In the instant case the evidence shows that Scott was steward of the club, at the time of the sales to Jacobs, and had been for about six years. He was not present at the time of any sale. Certain liquors in bottles, sealed and unsealed, glasses and other articles commonly used in serving liquors, were found at the club. But we cannot assume, and the jury was not warranted in finding from the evidence introduced, that the defendant Scott was using such articles illegally. Neither does the evidence establish, beyond a reasonable doubt, that Allen was under the direct control of Scott. There is no evidence tending to establish such control except the fact that Scott was steward of the club and the fact that Scott requested Allen on one occasion to serve a customer a drink of whiskey. Such facts of themselves do not necessarily infer unlawful sale. Standing alone, they are as consistent with innocence as with guilt. We do not weigh evidence offered on behalf of defendants, but it may be referred to for illustration of the existence of a reasonable hypothesis other than that of guilt. Allen testified to the fact that the liquors and other articles found at the club were kept there by certain members of the club for their personal use, and were so used. While such assertions may be very suspicious, and may even be doubted, such suspicion and doubt cannot amount to proof of guilt. Is it not as probable that Allen made the two sales to Jacobs, and that Charlotte Morgan made the one sale to Jacobs, for their personal gain, as it is that Scott was an aider and abettor? We are of the opinion, therefore, that the circumstantial evidence offered by the State in proof of Scott's guilt is entirely insufficient to sustain the verdict.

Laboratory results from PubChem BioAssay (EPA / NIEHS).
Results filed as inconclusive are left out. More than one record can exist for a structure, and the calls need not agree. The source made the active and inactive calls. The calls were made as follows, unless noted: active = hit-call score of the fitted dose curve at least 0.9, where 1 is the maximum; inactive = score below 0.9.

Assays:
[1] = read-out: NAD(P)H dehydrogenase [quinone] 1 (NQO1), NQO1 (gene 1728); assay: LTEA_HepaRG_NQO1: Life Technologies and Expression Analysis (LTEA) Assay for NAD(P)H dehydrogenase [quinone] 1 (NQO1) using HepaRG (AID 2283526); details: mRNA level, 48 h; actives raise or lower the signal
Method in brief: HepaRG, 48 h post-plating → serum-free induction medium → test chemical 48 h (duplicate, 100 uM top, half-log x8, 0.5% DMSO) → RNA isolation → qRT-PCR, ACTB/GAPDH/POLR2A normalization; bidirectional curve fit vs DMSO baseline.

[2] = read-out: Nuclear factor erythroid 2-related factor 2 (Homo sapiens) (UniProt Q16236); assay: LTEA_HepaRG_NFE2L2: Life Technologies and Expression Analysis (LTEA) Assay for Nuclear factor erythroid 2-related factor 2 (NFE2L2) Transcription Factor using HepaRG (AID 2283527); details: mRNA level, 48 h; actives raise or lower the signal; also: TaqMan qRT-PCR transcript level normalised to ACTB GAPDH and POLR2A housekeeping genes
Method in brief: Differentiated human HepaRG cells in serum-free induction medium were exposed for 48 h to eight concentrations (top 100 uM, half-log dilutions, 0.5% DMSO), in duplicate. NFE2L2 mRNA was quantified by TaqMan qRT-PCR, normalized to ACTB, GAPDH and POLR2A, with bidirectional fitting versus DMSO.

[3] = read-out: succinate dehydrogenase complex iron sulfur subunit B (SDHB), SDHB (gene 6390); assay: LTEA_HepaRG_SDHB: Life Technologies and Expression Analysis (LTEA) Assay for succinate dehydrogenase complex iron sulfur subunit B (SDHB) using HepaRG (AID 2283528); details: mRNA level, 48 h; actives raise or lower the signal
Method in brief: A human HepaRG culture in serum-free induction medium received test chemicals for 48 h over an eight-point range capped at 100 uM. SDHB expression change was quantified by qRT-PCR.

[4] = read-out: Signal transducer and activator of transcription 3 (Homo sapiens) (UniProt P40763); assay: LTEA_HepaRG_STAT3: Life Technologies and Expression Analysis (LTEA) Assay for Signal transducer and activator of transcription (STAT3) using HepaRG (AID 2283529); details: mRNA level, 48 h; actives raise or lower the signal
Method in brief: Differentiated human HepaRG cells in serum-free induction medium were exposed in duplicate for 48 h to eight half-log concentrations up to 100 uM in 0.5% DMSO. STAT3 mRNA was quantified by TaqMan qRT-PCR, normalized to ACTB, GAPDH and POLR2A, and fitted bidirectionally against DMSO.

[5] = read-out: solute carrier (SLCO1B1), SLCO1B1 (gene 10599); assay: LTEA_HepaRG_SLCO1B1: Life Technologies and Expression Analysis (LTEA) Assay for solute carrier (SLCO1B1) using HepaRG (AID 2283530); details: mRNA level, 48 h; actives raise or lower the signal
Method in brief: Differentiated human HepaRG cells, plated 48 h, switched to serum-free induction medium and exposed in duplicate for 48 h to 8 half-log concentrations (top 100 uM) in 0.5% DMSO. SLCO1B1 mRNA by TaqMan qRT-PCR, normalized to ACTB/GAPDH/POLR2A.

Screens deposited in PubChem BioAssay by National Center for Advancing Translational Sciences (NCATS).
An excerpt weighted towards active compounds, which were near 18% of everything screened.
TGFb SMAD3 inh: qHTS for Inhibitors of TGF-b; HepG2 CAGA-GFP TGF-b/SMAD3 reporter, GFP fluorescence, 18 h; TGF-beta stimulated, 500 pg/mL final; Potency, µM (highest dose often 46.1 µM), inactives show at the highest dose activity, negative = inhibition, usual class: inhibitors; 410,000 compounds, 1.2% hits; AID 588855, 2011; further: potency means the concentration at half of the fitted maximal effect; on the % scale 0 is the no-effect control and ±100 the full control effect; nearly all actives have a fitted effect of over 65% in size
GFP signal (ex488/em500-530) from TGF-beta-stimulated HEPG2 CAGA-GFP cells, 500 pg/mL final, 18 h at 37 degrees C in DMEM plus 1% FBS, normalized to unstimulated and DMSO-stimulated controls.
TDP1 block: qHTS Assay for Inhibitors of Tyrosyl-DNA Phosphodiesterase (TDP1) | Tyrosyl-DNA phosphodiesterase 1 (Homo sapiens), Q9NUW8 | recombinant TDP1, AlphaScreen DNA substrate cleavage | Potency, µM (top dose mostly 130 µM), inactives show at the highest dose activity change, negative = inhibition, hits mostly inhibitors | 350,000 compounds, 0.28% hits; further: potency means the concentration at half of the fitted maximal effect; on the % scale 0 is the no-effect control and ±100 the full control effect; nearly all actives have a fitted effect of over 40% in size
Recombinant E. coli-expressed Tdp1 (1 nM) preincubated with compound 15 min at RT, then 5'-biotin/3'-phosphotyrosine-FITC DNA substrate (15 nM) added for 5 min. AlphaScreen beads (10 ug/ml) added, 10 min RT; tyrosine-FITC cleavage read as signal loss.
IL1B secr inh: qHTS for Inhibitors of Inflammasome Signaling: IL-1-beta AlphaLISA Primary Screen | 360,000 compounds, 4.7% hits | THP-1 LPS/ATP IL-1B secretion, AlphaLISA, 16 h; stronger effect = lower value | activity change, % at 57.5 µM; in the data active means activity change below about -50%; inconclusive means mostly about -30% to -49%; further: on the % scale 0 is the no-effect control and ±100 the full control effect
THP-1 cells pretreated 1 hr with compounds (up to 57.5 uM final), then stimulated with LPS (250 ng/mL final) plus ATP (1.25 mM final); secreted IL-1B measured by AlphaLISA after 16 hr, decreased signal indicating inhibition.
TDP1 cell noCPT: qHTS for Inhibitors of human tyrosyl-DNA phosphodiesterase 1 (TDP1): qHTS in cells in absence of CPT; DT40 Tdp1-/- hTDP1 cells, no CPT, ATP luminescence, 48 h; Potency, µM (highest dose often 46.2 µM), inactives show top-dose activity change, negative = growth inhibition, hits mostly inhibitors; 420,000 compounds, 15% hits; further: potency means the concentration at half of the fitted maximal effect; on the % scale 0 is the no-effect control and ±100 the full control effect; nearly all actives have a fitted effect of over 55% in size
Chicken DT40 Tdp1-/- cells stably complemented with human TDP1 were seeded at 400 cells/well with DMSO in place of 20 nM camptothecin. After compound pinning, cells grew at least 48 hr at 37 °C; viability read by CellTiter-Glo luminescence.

The judgments of the Circuit and Intermediate Courts of Kanawha County are affirmed as to the defendant William Allen; the judgments are reversed and the verdict of the jury is set aside as to the defendant Sam Scott, who is awarded a new trial.
Affirmed as to William Allen. Reversed; verdict set aside; new trial awarded as to Sam Scott.
RILEY, Judge (concurring in part, and dissenting in part).
*426 For the reasons set forth in the opinion of the Court, prepared by Judge GIVEN, I concur in the decision of the Court in reversing the judgments of the Circuit and Intermediate Courts of Kanawha County, setting aside the verdict of the jury, and awarding a new trial to the defendant, Sam Scott.
With deference, however, to the members of the Court, who participated in the opinion of the Court, I dissent from the decision of the Court in affirming the judgments of the Circuit and Intermediate Courts of Kanawha County as to the defendant, William Allen, for the reason that I am of opinion that it was prejudical error for the trial court, over the objection of the defendants, to have admitted in evidence the testimony of Duvois Eugene Jacobs, a police investigator, to the effect that on January 11, 1953, he purchased from Charlotte Morgan at the Knights of Pythias Club, in the City of Charleston, a pint of Century Club liquor. Likewise I am of opinion that it was prejudical error for the trial court to have admitted in evidence the alleged pint of liquor, identified as being the one purchased by Jacobs on January 11, 1953, from Charlotte Morgan.